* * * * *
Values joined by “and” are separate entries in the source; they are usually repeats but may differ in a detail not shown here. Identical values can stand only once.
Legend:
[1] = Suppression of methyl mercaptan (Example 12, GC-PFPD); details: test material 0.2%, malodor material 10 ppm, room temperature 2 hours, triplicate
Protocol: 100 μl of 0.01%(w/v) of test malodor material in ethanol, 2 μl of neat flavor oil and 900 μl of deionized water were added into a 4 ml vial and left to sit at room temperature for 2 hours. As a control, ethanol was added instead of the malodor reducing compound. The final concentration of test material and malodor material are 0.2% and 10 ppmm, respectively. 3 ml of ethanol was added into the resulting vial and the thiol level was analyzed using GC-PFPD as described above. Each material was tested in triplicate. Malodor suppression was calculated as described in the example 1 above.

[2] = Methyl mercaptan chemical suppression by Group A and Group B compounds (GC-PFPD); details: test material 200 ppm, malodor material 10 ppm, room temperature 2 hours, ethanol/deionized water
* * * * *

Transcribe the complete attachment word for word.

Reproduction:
Values joined by “and” are separate entries in the source; they are usually repeats but may differ in a detail not shown here. Identical values can stand only once.
Legend:
[1] = Suppression of methyl mercaptan (Example 12, GC-PFPD); details: test material 0.2%, malodor material 10 ppm, room temperature 2 hours, triplicate
Protocol: 100 μl of 0.01%(w/v) of test malodor material in ethanol, 2 μl of neat flavor oil and 900 μl of deionized water were added into a 4 ml vial and left to sit at room temperature for 2 hours. As a control, ethanol was added instead of the malodor reducing compound. The final concentration of test material and malodor material are 0.2% and 10 ppmm, respectively. 3 ml of ethanol was added into the resulting vial and the thiol level was analyzed using GC-PFPD as described above. Each material was tested in triplicate. Malodor suppression was calculated as described in the example 1 above.

[2] = Methyl mercaptan chemical suppression by Group A and Group B compounds (GC-PFPD); details: test material 200 ppm, malodor material 10 ppm, room temperature 2 hours, ethanol/deionized water